Ecuador’s President Rafael Correa, an ally of Venezuelan leader Hugo Chavez, called on his Cabinet to boycott private media following a series of corruption allegations.
Ministers won’t give interviews to media outlets that use their “supposed freedom of expression” to influence national politics, Communication Secretary Fernando Alvarado said today. Officials will favor state-controlled media instead, he said.
Correa, a 49-year-old former economics professor, has clashed with the press since taking office in 2007, accusing the media of fomenting political unrest in a country that has seen three publicly-elected presidents overthrown since 1997. El Universo, the Andean country’s biggest-circulation daily, published two articles in the past month alleging misconduct by a government official and Alvarado’s son.
“This is a sad precedent for democracy,” said Carlos Andres Baca, an analyst at the Quito-based political consulting company Politik. “The measure widens the gap between the official version and what could be the counterweight of the independent press even further.”
Correa may also be trying to weaken corruption charges against his government by discrediting the press ahead of presidential elections in February, he said.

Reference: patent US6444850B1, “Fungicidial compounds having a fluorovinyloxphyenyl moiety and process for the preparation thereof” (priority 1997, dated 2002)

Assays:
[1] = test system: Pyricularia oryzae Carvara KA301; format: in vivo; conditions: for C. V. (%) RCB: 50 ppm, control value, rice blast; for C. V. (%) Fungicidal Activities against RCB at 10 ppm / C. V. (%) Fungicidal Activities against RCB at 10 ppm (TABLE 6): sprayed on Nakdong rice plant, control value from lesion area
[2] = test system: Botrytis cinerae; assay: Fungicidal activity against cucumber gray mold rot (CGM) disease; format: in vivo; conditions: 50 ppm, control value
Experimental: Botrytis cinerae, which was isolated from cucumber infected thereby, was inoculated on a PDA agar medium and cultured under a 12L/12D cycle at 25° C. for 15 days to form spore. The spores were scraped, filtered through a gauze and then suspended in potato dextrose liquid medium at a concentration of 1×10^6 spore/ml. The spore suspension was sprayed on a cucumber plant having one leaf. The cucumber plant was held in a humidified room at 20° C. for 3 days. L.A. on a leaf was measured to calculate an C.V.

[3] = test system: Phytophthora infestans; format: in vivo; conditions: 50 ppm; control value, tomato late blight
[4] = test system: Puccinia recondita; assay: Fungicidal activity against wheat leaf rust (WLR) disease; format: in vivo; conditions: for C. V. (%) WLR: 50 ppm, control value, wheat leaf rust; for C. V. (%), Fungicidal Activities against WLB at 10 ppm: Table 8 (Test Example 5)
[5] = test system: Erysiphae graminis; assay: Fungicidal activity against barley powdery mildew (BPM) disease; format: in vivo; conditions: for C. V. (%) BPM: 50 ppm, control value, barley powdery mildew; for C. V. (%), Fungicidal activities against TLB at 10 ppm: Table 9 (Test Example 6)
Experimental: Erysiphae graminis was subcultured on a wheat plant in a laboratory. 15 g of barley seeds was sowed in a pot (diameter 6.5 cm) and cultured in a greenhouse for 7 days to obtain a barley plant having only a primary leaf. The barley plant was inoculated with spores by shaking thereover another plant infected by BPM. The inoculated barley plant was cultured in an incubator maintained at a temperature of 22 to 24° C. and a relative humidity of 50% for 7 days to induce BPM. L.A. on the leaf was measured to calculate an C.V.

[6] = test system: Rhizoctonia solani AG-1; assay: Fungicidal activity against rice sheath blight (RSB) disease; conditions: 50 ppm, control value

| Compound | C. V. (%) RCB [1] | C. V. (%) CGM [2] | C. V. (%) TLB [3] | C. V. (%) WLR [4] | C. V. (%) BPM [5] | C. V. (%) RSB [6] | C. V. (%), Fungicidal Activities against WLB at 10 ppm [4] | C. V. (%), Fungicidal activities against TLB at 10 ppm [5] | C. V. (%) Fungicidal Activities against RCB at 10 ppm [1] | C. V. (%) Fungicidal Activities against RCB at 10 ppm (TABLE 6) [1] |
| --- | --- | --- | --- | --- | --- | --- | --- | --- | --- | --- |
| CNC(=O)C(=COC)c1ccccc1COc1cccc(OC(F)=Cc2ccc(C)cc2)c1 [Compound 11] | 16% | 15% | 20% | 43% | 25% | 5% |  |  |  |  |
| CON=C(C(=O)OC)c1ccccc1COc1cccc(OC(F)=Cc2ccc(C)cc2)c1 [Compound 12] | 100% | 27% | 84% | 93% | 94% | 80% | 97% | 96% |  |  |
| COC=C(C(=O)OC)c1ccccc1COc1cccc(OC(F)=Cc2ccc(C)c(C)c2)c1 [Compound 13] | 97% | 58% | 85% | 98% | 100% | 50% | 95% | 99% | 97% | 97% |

Alvarado’s son allegedly has links to a transportation company that took government contracts to distribute fertilizer to local farmers, while Camilo Saman, head of the national development bank, omitted information on his public financial-disclosure report that would have barred him from taking office, according to El Universo.
‘Show of Intolerance’
Attempts to reach Alvarado’s son through the communications secretariat were unsuccessful. Veronica Alvarez, sub-secretary of communication, declined to comment when contacted by Bloomberg. Camilo Saman didn’t immediately respond to an e-mail seeking comment and the CFN’s press office didn’t reply to a telephone message. No charges have been filed against either man.
“The government’s decision to not concede interviews to private media is based on consistency with the political discourse of the president,” Alvarado said, according to a statement published in the president’s official gazette.
Today’s announcement is a “show of intolerance” and will limit citizens’ rights to access public information, Mariela Cevallos, the editor of El Universo’s political section, said in an interview. The newspaper doesn’t plan to change its policies and will continue publishing investigative reports about the government, she said.
“It’s an exaggerated measure,” Cevallos said today by phone from Guayaquil. It “may allow them to hide information. Citizens have the right to be informed.”